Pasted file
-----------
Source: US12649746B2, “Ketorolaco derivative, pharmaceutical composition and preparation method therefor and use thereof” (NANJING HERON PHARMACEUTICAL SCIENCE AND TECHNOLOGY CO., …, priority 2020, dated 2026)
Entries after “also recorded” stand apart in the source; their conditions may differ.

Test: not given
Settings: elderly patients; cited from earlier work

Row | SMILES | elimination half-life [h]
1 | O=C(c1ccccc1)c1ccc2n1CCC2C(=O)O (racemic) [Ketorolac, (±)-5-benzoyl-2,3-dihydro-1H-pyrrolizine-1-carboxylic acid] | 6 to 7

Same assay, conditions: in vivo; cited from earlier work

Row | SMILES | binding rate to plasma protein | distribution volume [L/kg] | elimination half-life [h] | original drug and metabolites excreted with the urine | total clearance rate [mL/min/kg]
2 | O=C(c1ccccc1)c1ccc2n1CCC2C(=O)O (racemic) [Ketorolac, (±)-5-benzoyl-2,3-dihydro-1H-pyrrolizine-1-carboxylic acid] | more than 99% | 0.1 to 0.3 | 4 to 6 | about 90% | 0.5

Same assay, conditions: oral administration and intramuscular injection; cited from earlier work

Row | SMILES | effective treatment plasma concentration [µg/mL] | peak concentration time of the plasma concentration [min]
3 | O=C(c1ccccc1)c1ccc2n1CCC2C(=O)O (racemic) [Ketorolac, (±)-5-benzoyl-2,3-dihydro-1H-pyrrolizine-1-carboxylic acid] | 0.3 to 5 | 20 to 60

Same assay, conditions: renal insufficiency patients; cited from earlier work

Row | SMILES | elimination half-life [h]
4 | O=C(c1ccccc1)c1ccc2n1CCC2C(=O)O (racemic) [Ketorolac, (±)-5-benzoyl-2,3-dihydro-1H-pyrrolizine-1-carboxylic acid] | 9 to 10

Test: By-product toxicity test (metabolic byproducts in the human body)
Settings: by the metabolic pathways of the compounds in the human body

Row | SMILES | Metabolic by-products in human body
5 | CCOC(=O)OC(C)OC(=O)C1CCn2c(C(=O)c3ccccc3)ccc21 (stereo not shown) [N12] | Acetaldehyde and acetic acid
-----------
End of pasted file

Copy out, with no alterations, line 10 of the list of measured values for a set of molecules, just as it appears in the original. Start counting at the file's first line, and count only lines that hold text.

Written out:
Same assay, conditions: oral administration and intramuscular injection; cited from earlier work